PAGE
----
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Library JournalYoung warrior Maya battles mystical, mechanical monsters as she crosses a postapocalyptic wasteland in search of water for her dying village. Reminiscent of Hayao Miyazaki’s films (Nausicaä of the Valley of the Wind), Wiebe and Rossmo’s work favors storytelling over exposition: an explanation for the world’s current chaotic state is offered in a mere one-page dialog near the end, for example. Though this style may infuriate some readers, the book’s emphasis is on Maya’s struggle, so the dehydrated world being stalked by mechanical spirit creatures becomes less interesting. The pages are a treat for the senses, filled with lush artwork in a soft color palate and sketchy drawing style. While Rossmo’s slightly risqué cover (originally a pinup drawn for Emerald City ComicCon’s “Monsters and Dames” series) served as the story’s inspiration, it belies the quality of both the art and the tightly written script within.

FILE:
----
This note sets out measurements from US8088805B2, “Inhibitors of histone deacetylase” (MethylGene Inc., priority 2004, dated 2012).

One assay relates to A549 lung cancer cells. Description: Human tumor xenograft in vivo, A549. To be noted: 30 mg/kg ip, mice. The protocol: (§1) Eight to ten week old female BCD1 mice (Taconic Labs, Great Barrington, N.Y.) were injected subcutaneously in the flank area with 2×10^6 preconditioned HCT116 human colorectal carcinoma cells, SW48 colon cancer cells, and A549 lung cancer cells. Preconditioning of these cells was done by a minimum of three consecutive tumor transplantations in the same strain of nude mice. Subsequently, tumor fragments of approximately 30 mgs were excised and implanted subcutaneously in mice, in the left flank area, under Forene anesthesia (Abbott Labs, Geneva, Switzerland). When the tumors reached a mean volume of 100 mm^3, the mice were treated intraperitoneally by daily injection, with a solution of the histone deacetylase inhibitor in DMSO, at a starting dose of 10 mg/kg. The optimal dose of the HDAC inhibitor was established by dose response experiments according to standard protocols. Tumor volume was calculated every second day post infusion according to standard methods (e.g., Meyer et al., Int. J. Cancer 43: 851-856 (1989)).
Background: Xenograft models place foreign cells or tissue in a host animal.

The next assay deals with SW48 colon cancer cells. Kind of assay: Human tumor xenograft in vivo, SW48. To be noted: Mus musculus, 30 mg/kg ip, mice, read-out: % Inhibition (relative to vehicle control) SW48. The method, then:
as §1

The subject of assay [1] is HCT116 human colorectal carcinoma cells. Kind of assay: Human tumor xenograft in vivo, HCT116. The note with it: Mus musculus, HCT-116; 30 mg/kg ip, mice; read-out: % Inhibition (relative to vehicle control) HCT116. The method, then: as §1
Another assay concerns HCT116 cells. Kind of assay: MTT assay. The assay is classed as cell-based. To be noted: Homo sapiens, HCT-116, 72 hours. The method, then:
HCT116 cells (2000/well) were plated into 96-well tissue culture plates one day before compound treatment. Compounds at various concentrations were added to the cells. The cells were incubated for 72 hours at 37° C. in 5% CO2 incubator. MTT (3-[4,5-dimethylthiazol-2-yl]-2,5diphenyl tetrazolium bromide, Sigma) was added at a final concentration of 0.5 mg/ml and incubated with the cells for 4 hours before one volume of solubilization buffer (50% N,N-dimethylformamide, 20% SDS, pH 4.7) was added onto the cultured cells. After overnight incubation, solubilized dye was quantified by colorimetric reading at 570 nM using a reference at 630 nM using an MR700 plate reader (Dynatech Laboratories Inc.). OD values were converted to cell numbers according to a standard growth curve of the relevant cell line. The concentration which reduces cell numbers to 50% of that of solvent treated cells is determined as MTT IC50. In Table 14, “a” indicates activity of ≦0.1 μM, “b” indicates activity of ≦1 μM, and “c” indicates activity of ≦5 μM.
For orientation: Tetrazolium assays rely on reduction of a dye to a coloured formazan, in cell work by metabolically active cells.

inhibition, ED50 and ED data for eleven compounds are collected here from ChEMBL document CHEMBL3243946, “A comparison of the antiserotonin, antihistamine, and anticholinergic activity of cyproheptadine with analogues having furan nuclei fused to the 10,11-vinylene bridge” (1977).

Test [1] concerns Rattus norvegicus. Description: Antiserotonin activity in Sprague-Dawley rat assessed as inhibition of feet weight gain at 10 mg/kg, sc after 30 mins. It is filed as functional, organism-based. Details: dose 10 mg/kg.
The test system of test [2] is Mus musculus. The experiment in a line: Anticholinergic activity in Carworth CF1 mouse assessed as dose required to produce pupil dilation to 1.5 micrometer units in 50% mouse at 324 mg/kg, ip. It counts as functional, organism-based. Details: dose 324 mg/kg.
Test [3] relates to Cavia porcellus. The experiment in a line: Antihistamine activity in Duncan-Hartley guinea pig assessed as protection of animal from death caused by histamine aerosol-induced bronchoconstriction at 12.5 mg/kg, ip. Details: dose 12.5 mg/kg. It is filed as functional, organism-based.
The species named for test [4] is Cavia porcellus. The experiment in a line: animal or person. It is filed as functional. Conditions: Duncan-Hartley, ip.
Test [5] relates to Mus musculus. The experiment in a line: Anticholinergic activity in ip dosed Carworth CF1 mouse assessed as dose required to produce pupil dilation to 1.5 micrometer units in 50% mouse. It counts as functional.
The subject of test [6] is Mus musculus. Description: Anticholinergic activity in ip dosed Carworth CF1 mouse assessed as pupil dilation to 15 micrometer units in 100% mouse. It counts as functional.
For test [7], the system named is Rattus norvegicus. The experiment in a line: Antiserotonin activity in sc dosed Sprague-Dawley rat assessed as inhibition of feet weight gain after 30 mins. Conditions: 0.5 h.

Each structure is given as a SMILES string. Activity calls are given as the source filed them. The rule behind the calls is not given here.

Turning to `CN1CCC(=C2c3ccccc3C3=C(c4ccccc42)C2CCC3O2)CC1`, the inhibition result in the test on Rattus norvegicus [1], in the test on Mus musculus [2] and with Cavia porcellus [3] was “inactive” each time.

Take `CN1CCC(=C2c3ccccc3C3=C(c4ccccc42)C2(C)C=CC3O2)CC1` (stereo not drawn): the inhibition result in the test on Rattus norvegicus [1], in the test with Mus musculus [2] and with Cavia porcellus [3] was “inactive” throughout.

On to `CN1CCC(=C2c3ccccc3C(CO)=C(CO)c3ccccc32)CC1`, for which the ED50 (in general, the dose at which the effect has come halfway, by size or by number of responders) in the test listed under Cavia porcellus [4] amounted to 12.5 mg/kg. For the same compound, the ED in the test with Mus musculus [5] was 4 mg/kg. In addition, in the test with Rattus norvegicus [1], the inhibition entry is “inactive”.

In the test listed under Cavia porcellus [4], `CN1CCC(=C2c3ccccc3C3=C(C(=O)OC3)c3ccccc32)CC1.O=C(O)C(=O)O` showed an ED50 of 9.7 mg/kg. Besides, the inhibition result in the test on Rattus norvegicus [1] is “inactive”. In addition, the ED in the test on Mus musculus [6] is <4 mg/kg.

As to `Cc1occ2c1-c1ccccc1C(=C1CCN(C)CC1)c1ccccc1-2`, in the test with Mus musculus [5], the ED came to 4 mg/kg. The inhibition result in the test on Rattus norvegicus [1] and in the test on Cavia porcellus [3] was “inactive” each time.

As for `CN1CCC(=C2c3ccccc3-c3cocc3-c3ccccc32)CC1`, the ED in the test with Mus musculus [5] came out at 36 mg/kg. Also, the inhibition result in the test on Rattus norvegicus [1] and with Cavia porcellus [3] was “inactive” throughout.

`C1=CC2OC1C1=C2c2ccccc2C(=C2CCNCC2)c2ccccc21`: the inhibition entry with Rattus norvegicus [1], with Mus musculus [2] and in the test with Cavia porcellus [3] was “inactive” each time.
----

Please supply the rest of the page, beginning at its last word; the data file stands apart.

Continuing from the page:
Verdict Not for fans of “hard” sf, but readers who enjoy creative world-building and character-driven stories will be captivated. Appropriate for upper elementary school readers and above.—Tammy Ivins, Francis Marion Univ. Lib., Florence, SC
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